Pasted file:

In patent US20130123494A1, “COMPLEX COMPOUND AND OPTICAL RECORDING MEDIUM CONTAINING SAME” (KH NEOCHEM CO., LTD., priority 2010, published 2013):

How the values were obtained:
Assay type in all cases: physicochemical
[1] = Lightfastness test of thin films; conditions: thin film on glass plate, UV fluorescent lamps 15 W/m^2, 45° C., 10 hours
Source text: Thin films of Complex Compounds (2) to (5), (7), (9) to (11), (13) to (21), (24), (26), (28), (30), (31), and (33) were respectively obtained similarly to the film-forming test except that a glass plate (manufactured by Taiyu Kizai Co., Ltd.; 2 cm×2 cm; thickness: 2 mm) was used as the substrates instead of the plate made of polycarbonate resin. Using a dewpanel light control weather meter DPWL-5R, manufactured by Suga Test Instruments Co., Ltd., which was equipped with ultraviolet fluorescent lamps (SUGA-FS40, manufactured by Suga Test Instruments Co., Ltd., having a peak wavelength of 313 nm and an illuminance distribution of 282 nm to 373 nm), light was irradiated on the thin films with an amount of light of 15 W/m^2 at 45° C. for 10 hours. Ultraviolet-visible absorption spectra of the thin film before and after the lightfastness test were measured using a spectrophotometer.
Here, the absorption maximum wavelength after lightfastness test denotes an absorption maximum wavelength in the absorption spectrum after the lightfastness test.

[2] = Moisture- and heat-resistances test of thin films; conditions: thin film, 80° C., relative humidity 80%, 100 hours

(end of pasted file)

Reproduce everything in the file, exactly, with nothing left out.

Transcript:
In patent US20130123494A1, “COMPLEX COMPOUND AND OPTICAL RECORDING MEDIUM CONTAINING SAME” (KH NEOCHEM CO., LTD., priority 2010, published 2013):

How the values were obtained:
Assay type in all cases: physicochemical
[1] = Lightfastness test of thin films; conditions: thin film on glass plate, UV fluorescent lamps 15 W/m^2, 45° C., 10 hours
Source text: Thin films of Complex Compounds (2) to (5), (7), (9) to (11), (13) to (21), (24), (26), (28), (30), (31), and (33) were respectively obtained similarly to the film-forming test except that a glass plate (manufactured by Taiyu Kizai Co., Ltd.; 2 cm×2 cm; thickness: 2 mm) was used as the substrates instead of the plate made of polycarbonate resin. Using a dewpanel light control weather meter DPWL-5R, manufactured by Suga Test Instruments Co., Ltd., which was equipped with ultraviolet fluorescent lamps (SUGA-FS40, manufactured by Suga Test Instruments Co., Ltd., having a peak wavelength of 313 nm and an illuminance distribution of 282 nm to 373 nm), light was irradiated on the thin films with an amount of light of 15 W/m^2 at 45° C. for 10 hours. Ultraviolet-visible absorption spectra of the thin film before and after the lightfastness test were measured using a spectrophotometer.
Here, the absorption maximum wavelength after lightfastness test denotes an absorption maximum wavelength in the absorption spectrum after the lightfastness test.

[2] = Moisture- and heat-resistances test of thin films; conditions: thin film, 80° C., relative humidity 80%, 100 hours